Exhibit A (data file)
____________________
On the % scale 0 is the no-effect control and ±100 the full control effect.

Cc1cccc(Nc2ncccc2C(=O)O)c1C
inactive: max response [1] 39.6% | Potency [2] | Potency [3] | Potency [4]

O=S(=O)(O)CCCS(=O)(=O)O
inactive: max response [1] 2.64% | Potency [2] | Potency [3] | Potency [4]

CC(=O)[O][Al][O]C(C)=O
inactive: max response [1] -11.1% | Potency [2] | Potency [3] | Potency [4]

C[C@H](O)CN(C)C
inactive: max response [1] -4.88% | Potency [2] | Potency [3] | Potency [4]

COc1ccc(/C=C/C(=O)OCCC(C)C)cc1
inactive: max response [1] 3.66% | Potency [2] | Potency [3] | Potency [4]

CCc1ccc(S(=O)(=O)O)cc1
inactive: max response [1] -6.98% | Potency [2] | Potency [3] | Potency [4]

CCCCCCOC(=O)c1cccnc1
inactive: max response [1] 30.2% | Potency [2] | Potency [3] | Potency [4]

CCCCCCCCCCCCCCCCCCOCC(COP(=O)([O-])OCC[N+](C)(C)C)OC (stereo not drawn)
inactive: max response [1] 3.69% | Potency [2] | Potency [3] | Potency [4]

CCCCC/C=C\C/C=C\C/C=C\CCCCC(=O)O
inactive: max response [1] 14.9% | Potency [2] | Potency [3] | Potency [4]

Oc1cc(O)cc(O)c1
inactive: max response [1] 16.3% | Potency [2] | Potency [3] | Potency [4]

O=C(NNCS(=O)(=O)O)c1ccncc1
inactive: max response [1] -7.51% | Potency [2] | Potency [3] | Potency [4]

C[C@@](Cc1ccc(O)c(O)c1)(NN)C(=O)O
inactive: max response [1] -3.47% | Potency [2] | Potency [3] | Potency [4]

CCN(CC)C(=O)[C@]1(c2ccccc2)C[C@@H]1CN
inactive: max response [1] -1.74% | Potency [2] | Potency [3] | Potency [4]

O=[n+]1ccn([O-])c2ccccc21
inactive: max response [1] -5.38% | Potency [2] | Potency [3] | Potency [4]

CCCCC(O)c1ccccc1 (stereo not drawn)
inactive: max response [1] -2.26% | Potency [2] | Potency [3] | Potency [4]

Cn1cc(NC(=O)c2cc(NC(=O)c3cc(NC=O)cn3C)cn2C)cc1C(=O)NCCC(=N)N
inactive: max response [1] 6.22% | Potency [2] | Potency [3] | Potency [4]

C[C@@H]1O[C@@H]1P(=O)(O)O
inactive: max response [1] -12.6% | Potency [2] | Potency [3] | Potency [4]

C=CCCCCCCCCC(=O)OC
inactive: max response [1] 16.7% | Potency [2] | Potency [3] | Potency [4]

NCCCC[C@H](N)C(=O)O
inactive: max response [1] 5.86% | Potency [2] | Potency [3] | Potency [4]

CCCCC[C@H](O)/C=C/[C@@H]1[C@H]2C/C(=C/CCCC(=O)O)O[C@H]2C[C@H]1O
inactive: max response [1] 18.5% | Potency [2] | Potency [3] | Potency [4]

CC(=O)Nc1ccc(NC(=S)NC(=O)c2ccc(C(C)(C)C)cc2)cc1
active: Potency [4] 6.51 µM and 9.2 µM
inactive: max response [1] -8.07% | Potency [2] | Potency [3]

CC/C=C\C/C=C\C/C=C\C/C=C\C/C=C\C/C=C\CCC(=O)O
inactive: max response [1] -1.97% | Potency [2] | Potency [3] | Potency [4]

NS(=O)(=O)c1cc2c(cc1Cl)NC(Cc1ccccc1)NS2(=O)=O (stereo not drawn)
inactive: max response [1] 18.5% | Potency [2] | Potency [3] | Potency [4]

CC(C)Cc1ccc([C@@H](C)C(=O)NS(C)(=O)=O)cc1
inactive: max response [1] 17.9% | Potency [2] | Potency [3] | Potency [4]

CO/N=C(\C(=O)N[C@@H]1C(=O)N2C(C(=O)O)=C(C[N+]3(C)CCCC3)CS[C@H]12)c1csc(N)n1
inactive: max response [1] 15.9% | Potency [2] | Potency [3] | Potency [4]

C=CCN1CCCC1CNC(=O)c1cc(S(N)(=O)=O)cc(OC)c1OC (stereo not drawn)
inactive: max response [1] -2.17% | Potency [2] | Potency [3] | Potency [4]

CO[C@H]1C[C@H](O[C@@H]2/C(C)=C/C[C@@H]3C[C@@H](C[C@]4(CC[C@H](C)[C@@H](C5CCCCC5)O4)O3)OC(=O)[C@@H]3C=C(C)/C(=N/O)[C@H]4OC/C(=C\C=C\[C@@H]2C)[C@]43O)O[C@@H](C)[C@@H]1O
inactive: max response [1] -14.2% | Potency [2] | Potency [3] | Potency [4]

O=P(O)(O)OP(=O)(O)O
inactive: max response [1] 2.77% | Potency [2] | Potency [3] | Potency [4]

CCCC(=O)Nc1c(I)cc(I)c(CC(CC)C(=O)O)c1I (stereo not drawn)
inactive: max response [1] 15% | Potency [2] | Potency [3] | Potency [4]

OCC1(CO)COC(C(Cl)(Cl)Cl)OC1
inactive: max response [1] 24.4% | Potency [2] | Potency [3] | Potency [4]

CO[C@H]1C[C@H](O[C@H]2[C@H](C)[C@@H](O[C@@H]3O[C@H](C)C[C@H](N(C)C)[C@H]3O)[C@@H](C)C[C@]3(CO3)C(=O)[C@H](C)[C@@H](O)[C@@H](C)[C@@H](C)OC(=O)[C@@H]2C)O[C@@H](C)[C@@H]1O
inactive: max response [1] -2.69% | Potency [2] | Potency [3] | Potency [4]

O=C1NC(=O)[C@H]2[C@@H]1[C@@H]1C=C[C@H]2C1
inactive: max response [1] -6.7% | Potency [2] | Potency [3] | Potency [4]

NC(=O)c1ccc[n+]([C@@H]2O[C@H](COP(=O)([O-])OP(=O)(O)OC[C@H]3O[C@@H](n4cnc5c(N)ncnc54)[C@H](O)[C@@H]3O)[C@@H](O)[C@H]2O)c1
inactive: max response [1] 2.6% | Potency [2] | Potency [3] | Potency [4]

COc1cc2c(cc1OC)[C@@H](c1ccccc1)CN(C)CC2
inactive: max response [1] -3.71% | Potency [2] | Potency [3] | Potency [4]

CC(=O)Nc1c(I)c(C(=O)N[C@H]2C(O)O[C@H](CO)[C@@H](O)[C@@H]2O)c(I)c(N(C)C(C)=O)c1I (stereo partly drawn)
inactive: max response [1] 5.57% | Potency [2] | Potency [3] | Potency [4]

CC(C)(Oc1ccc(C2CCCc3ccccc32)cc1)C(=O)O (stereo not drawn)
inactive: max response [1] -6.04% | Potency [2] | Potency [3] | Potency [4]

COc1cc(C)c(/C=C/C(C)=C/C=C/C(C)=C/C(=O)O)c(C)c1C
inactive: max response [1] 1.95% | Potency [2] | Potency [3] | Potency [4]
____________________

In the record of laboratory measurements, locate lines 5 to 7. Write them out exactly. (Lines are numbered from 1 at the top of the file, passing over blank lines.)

inactive: max response [1] 2.64% | Potency [2] | Potency [3] | Potency [4]

CC(=O)[O][Al][O]C(C)=O
inactive: max response [1] -11.1% | Potency [2] | Potency [3] | Potency [4]